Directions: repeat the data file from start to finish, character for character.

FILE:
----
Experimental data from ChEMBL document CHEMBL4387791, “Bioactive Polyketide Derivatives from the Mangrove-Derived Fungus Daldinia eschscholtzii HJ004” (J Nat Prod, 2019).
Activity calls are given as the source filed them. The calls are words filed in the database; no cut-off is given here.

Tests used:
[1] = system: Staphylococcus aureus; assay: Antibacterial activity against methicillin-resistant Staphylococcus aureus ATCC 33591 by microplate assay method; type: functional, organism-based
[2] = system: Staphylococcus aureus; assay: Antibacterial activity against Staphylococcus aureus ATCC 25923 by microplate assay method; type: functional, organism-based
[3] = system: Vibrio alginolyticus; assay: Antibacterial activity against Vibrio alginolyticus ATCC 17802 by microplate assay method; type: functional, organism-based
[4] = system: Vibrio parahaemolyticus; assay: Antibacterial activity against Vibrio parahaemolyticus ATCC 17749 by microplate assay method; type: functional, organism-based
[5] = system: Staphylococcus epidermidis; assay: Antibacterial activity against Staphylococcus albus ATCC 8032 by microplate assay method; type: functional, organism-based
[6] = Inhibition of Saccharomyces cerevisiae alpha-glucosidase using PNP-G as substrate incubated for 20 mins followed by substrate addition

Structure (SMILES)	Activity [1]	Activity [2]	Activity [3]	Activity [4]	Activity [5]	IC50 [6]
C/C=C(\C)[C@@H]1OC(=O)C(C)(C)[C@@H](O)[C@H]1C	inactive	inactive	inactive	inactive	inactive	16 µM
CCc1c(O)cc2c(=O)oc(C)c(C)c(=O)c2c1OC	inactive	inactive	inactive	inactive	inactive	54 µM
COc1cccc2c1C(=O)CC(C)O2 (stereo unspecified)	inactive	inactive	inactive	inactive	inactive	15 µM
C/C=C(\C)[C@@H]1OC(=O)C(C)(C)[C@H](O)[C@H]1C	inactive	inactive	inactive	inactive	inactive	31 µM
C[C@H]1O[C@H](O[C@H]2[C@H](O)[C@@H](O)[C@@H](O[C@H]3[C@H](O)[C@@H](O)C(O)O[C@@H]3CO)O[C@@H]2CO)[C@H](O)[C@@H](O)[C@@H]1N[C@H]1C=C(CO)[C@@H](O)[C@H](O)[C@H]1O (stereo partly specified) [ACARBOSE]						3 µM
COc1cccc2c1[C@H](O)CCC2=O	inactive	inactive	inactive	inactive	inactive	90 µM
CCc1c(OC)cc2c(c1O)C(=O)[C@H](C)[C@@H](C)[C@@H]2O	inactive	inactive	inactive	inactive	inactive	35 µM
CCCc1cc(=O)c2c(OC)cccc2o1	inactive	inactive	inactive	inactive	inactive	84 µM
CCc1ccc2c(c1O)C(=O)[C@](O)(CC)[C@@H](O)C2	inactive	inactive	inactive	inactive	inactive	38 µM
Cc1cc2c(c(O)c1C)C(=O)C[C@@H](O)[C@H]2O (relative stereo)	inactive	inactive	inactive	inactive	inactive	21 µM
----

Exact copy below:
Experimental data from ChEMBL document CHEMBL4387791, “Bioactive Polyketide Derivatives from the Mangrove-Derived Fungus Daldinia eschscholtzii HJ004” (J Nat Prod, 2019).
Activity calls are given as the source filed them. The calls are words filed in the database; no cut-off is given here.

Tests used:
[1] = system: Staphylococcus aureus; assay: Antibacterial activity against methicillin-resistant Staphylococcus aureus ATCC 33591 by microplate assay method; type: functional, organism-based
[2] = system: Staphylococcus aureus; assay: Antibacterial activity against Staphylococcus aureus ATCC 25923 by microplate assay method; type: functional, organism-based
[3] = system: Vibrio alginolyticus; assay: Antibacterial activity against Vibrio alginolyticus ATCC 17802 by microplate assay method; type: functional, organism-based
[4] = system: Vibrio parahaemolyticus; assay: Antibacterial activity against Vibrio parahaemolyticus ATCC 17749 by microplate assay method; type: functional, organism-based
[5] = system: Staphylococcus epidermidis; assay: Antibacterial activity against Staphylococcus albus ATCC 8032 by microplate assay method; type: functional, organism-based
[6] = Inhibition of Saccharomyces cerevisiae alpha-glucosidase using PNP-G as substrate incubated for 20 mins followed by substrate addition

Structure (SMILES)	Activity [1]	Activity [2]	Activity [3]	Activity [4]	Activity [5]	IC50 [6]
C/C=C(\C)[C@@H]1OC(=O)C(C)(C)[C@@H](O)[C@H]1C	inactive	inactive	inactive	inactive	inactive	16 µM
CCc1c(O)cc2c(=O)oc(C)c(C)c(=O)c2c1OC	inactive	inactive	inactive	inactive	inactive	54 µM
COc1cccc2c1C(=O)CC(C)O2 (stereo unspecified)	inactive	inactive	inactive	inactive	inactive	15 µM
C/C=C(\C)[C@@H]1OC(=O)C(C)(C)[C@H](O)[C@H]1C	inactive	inactive	inactive	inactive	inactive	31 µM
C[C@H]1O[C@H](O[C@H]2[C@H](O)[C@@H](O)[C@@H](O[C@H]3[C@H](O)[C@@H](O)C(O)O[C@@H]3CO)O[C@@H]2CO)[C@H](O)[C@@H](O)[C@@H]1N[C@H]1C=C(CO)[C@@H](O)[C@H](O)[C@H]1O (stereo partly specified) [ACARBOSE]						3 µM
COc1cccc2c1[C@H](O)CCC2=O	inactive	inactive	inactive	inactive	inactive	90 µM
CCc1c(OC)cc2c(c1O)C(=O)[C@H](C)[C@@H](C)[C@@H]2O	inactive	inactive	inactive	inactive	inactive	35 µM
CCCc1cc(=O)c2c(OC)cccc2o1	inactive	inactive	inactive	inactive	inactive	84 µM
CCc1ccc2c(c1O)C(=O)[C@](O)(CC)[C@@H](O)C2	inactive	inactive	inactive	inactive	inactive	38 µM
Cc1cc2c(c(O)c1C)C(=O)C[C@@H](O)[C@H]2O (relative stereo)	inactive	inactive	inactive	inactive	inactive	21 µM